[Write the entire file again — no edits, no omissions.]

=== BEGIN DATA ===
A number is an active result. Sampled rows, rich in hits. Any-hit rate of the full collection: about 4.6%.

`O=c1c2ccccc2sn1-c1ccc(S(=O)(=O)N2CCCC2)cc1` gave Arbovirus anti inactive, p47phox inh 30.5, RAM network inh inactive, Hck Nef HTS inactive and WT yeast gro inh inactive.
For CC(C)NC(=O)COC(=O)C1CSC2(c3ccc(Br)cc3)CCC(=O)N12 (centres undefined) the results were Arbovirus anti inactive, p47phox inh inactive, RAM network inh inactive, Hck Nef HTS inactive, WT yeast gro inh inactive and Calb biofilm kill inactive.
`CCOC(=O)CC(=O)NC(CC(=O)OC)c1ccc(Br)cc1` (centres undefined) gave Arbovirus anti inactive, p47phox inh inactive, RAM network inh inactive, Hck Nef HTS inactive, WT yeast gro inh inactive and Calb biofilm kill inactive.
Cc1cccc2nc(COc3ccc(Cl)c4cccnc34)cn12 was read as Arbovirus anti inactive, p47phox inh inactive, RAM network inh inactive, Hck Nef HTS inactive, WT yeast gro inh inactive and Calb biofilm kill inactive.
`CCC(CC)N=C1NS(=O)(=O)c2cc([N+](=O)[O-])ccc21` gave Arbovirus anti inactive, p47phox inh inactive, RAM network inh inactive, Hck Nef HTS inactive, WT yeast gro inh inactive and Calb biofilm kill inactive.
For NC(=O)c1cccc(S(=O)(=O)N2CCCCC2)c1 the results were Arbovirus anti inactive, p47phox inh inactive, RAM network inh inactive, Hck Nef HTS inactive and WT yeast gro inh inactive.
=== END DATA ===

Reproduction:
A number is an active result. Sampled rows, rich in hits. Any-hit rate of the full collection: about 4.6%.

`O=c1c2ccccc2sn1-c1ccc(S(=O)(=O)N2CCCC2)cc1` gave Arbovirus anti inactive, p47phox inh 30.5, RAM network inh inactive, Hck Nef HTS inactive and WT yeast gro inh inactive.
For CC(C)NC(=O)COC(=O)C1CSC2(c3ccc(Br)cc3)CCC(=O)N12 (centres undefined) the results were Arbovirus anti inactive, p47phox inh inactive, RAM network inh inactive, Hck Nef HTS inactive, WT yeast gro inh inactive and Calb biofilm kill inactive.
`CCOC(=O)CC(=O)NC(CC(=O)OC)c1ccc(Br)cc1` (centres undefined) gave Arbovirus anti inactive, p47phox inh inactive, RAM network inh inactive, Hck Nef HTS inactive, WT yeast gro inh inactive and Calb biofilm kill inactive.
Cc1cccc2nc(COc3ccc(Cl)c4cccnc34)cn12 was read as Arbovirus anti inactive, p47phox inh inactive, RAM network inh inactive, Hck Nef HTS inactive, WT yeast gro inh inactive and Calb biofilm kill inactive.
`CCC(CC)N=C1NS(=O)(=O)c2cc([N+](=O)[O-])ccc21` gave Arbovirus anti inactive, p47phox inh inactive, RAM network inh inactive, Hck Nef HTS inactive, WT yeast gro inh inactive and Calb biofilm kill inactive.
For NC(=O)c1cccc(S(=O)(=O)N2CCCCC2)c1 the results were Arbovirus anti inactive, p47phox inh inactive, RAM network inh inactive, Hck Nef HTS inactive and WT yeast gro inh inactive.